Information Strategy (with Jeff Sampler, Adjunct Professor at CEIBS)
The ever-decreasing cost of data storage and processing, the ever-increasing realisation that information rather than IT is a valuable source of competitive advantage, and new concepts like ‘big data’ suggest that organisations need strategies for information. This research project is developing ways of conceptualising and pursuing how information can create value in business.
Michael consults for large, multinational organisations on business strategy and on IT strategy, governance and leadership. He has been a non-executive director for oil companies and for a property company and has served on Advisory Boards for IT companies. He has been on a government task force for e-commerce and speaks at or chairs business conferences around the world.
Currently, Michael is helping in the organisation and design of the annual Emerging Markets Symposium at Green Templeton College, Oxford (with Ian Scott, Associate Fellow of Green Templeton). He also mentors CIOs, CFOs and CEOs. He is involved in working in the arts and charity sectors.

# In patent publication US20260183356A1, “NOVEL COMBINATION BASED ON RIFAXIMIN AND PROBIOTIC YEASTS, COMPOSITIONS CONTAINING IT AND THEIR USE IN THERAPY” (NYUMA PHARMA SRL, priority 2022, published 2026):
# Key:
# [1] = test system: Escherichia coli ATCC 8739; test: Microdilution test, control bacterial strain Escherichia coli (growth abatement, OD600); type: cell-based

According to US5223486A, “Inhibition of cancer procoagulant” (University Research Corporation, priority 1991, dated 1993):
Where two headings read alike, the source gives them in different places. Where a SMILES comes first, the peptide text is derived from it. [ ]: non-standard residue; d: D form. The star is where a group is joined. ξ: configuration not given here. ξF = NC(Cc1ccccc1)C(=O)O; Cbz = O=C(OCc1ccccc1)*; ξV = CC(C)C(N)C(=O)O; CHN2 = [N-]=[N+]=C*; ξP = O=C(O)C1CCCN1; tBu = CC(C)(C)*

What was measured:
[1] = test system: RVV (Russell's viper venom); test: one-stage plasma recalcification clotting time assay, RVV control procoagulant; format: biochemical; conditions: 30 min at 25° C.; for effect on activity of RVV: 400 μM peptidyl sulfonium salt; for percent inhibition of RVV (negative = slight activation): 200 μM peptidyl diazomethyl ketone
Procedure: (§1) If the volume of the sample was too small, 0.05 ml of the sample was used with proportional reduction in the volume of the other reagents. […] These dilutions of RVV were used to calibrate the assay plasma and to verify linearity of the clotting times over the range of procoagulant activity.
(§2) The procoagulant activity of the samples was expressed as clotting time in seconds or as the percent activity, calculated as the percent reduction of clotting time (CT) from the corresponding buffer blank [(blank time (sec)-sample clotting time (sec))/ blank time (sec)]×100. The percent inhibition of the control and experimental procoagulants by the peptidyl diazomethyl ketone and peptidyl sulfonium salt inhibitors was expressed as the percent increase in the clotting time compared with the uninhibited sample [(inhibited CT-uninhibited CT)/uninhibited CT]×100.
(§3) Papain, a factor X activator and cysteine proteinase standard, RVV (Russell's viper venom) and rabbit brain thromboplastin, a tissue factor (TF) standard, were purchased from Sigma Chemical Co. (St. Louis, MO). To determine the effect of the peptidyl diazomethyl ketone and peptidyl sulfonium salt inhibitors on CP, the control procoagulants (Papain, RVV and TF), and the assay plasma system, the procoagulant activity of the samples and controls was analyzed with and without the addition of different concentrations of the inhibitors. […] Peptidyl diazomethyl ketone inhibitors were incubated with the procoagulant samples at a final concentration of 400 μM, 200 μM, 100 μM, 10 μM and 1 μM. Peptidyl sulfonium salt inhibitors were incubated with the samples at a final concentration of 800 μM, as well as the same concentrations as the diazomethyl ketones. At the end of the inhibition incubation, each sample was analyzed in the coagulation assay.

Michael has appeared on radio and TV on matters to do with IT and IS and he writes occasional articles for the serious press. As well as papers in scholarly journals, he has written several articles in impact journals, such as Harvard Business Review and Sloan Management Review. He is a past winner of the Society of Information Management case study research paper (with J Sampler and J Cross) and was winner of two teaching awards while at LBS.
Michael has designed and directs the CIO Academy, a joint Saïd Business School-Gartner Group programme. This is a programme on strategy and leadership for Chief Information Officers which has been running for 10 years. Michael teaches sessions on the new digital context and on success factors for CIOs.
He has also designed and directs the CEO Leadership Programme, a one-week programme for CEOs from around the world sponsored by CEO Organisation. Its focus is on 21st century challenges and life as a CEO and beyond.
Michael’s style is presentational with collective discussion interludes; he also employs case study teaching – typically nowadays using very short mini-cases. He has written business case studies for Oxford, LBS, Harvard and INSEAD.
Previously, Michael has taught on the EMBA, the DPhil Programme, on undergraduate courses and extensively on open and company-specific executive education programmes.
Saïd Business School
University of Oxford